After this ritual washing and anointing, the patron is taken to a curtained room where the temple worker takes off the shield and puts temple garments on the patron. Sewn into the temple garments are markings, similar to those used in Freemasonry, resembling a backward L over the right breast and a capital V over the left breast. When the temple garments are placed on the new temple patron, the person is given a new sacred name that is never to be told to anyone.
The Temple Endowment
The temple endowment is a totally extrabiblical ritual institutionalized by Joseph Smith in 1842 only a few months after becoming a Freemason. The temple endowment is considered to be a very sacred spiritual blessing given only to worthy and faithful LDS members. It is an in-depth and complex experience that prepares Mormons to return someday to the presence of Father God in the highest Celestial heaven. Mormons receiving this ordinance receive secret information that will be relevant to their lives in the Celestial world. They are also given special handshakes called tokens and secret signs and words during the endowment ordinance. Richard and Joan Ostling's well-researched book Mormon America provides a concise description of the endowment ordinance:
The endowment ceremony, today, as described publicly by the church, has four main segments: (1) a drama, formerly by live actors but since the 1950s presented on film, which presents the story of salvation and redemption as a human journey moving from pre-earthly beginnings, through the Creation and Fall, and Christ's life and death (2) progression to a brighter room, where believers learn about God's blessings (3) an exchange of promises from God, then moving through an opening in a curtain or veil to represent the passage from this life into immortality (4) and entrance into the Celestial Room, representing the highest level of heaven.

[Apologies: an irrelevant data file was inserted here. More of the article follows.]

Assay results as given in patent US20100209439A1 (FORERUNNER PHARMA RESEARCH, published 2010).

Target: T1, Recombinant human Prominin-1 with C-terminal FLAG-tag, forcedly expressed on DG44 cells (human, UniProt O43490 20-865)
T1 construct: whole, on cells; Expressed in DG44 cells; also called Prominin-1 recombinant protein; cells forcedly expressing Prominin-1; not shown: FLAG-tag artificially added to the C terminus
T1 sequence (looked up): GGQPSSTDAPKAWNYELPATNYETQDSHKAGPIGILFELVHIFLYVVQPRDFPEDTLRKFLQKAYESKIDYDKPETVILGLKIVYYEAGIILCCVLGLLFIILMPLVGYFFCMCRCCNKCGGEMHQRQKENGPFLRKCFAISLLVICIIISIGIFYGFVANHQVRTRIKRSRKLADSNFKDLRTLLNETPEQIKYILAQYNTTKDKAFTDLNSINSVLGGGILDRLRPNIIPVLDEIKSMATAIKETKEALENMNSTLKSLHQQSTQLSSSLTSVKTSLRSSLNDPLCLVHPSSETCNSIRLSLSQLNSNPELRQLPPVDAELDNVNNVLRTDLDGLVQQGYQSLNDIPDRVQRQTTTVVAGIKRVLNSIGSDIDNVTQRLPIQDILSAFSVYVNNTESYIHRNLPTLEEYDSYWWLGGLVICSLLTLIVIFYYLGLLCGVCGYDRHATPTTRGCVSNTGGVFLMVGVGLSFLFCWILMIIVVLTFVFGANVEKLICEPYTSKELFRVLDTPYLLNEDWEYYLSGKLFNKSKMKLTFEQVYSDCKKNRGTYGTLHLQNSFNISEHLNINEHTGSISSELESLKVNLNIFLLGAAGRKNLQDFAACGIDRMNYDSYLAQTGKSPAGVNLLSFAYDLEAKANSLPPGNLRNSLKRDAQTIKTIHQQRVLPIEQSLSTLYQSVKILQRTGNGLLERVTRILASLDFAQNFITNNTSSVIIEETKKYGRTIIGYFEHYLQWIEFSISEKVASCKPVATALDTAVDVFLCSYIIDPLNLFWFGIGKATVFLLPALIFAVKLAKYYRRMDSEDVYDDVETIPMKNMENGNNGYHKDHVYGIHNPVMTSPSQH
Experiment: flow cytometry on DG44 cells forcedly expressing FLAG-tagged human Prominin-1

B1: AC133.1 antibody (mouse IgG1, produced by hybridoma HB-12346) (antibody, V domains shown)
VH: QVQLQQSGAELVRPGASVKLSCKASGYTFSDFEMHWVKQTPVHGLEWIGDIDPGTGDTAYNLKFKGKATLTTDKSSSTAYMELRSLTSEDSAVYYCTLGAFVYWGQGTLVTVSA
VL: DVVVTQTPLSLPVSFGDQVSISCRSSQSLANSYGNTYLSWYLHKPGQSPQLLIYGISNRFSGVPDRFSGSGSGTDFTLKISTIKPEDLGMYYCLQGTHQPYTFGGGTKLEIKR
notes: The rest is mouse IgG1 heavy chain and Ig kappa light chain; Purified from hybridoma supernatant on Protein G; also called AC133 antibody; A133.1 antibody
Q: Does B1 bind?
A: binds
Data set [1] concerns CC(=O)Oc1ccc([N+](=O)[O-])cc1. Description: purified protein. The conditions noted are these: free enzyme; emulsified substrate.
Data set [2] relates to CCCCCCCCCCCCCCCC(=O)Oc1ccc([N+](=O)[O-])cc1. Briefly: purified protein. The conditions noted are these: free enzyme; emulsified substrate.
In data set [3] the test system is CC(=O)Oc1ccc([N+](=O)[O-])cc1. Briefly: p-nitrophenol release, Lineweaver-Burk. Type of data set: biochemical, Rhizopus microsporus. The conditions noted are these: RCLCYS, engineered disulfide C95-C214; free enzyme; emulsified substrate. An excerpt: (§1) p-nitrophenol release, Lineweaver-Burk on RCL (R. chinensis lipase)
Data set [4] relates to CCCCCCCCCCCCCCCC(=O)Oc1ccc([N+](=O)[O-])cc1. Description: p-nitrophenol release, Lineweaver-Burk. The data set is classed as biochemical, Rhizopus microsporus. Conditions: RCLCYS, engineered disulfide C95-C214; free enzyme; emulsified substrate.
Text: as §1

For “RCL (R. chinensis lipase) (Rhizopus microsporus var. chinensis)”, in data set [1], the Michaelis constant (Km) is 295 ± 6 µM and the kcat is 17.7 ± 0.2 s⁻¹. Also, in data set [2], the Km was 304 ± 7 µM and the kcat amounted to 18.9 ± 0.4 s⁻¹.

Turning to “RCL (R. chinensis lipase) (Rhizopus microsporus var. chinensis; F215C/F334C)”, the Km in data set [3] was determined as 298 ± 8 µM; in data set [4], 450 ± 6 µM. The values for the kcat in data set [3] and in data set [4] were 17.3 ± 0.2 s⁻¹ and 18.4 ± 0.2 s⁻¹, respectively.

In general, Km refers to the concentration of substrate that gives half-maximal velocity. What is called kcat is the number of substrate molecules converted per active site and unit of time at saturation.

When Mormons experience their endowment ritual, they wear special ceremonial clothing and sacred white underclothing called temple garments. Before they leave the temple, they take off the ceremonial outer clothes, but continue to wear the undergarments beneath their normal clothes. Mormons make a covenant to wear these undergarments for the rest of their lives, at all times. Wearing these special undergarments day and night is to remind them of the sacred covenants that they have made in the temple.
The Temple Celestial Marriages of Exaltation
An individual's hope of becoming a god in the highest Celestial heaven of glory can be achieved only through participating in an eternal marriage ceremony inside a Mormon temple. As a result, Celestial temple marriage is the most important requirement in Mormonism's Celestial salvation plan.
Marriage partners sealed in a temple ceremony will be together forever and will have a family of spirit-children. Any Mormon who is not married in the temple or remains single will not return to Father God in the highest Celestial heaven. In Mormonism, eternal salvation in the highest Celestial kingdom is a family affair. So the familiar LDS saying "Families Are Forever" is much more than a public-relations slogan; it is deeply rooted in Mormonism's theology of being exalted into godhood. Those eternally married in the temple can apply to have their Celestial marriage unsealed-meaning a Mormon divorce-by the authority of the Mormon priesthood.
The Temple Family Sealings
Mormonism declares that children who are born to a couple married in the temple are automatically "sealed" to their parents for eternity. Parents who had their children before their Celestial temple marriage must have their families "sealed" to them in a separate ceremony performed in a special family sealing room in the temple.
Mormons who believe their eternal temple marriages and family sealings will automatically guarantee that their families will dwell together in the Celestial kingdom are badly misguided. Although marriage and family sealings are prerequi sites for Celestial salvation, each Mormon family member will enter only the eternal kingdom level that he or she merits. So if a spouse or child, even if sealed in the temple, is not found worthy to enter the highest level in the Celestial kingdom, then that person will be eternally separated from his or her family unit. In other words, personal worthiness, not temple sealing ordinances alone, is what determines whether families will be together for eternity.